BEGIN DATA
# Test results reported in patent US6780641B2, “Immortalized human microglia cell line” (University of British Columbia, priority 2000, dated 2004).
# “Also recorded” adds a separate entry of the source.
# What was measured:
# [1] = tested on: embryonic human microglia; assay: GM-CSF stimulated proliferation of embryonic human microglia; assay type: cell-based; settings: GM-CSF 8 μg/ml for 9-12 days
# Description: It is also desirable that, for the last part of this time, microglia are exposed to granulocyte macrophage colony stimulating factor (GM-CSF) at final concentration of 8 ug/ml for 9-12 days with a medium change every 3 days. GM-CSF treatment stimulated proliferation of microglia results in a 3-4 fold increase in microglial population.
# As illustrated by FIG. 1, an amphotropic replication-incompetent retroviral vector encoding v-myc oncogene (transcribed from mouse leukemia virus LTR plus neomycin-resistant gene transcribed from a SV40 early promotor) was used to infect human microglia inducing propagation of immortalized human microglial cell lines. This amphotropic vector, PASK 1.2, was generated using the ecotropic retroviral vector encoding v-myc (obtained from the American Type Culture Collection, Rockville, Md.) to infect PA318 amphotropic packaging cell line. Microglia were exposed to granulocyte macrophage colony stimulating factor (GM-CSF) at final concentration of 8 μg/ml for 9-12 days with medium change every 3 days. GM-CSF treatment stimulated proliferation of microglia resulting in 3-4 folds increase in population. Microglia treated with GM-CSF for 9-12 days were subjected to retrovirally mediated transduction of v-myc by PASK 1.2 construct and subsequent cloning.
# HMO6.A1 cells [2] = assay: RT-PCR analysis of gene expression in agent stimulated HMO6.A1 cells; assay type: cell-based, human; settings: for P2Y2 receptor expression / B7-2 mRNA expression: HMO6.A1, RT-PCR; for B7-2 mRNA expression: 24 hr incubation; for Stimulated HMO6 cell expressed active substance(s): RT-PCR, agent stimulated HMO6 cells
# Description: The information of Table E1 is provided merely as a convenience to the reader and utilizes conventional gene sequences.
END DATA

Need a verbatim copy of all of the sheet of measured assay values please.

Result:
# Test results reported in patent US6780641B2, “Immortalized human microglia cell line” (University of British Columbia, priority 2000, dated 2004).
# “Also recorded” adds a separate entry of the source.
# What was measured:
# [1] = tested on: embryonic human microglia; assay: GM-CSF stimulated proliferation of embryonic human microglia; assay type: cell-based; settings: GM-CSF 8 μg/ml for 9-12 days
# Description: It is also desirable that, for the last part of this time, microglia are exposed to granulocyte macrophage colony stimulating factor (GM-CSF) at final concentration of 8 ug/ml for 9-12 days with a medium change every 3 days. GM-CSF treatment stimulated proliferation of microglia results in a 3-4 fold increase in microglial population.
# As illustrated by FIG. 1, an amphotropic replication-incompetent retroviral vector encoding v-myc oncogene (transcribed from mouse leukemia virus LTR plus neomycin-resistant gene transcribed from a SV40 early promotor) was used to infect human microglia inducing propagation of immortalized human microglial cell lines. This amphotropic vector, PASK 1.2, was generated using the ecotropic retroviral vector encoding v-myc (obtained from the American Type Culture Collection, Rockville, Md.) to infect PA318 amphotropic packaging cell line. Microglia were exposed to granulocyte macrophage colony stimulating factor (GM-CSF) at final concentration of 8 μg/ml for 9-12 days with medium change every 3 days. GM-CSF treatment stimulated proliferation of microglia resulting in 3-4 folds increase in population. Microglia treated with GM-CSF for 9-12 days were subjected to retrovirally mediated transduction of v-myc by PASK 1.2 construct and subsequent cloning.
# HMO6.A1 cells [2] = assay: RT-PCR analysis of gene expression in agent stimulated HMO6.A1 cells; assay type: cell-based, human; settings: for P2Y2 receptor expression / B7-2 mRNA expression: HMO6.A1, RT-PCR; for B7-2 mRNA expression: 24 hr incubation; for Stimulated HMO6 cell expressed active substance(s): RT-PCR, agent stimulated HMO6 cells
# Description: The information of Table E1 is provided merely as a convenience to the reader and utilizes conventional gene sequences.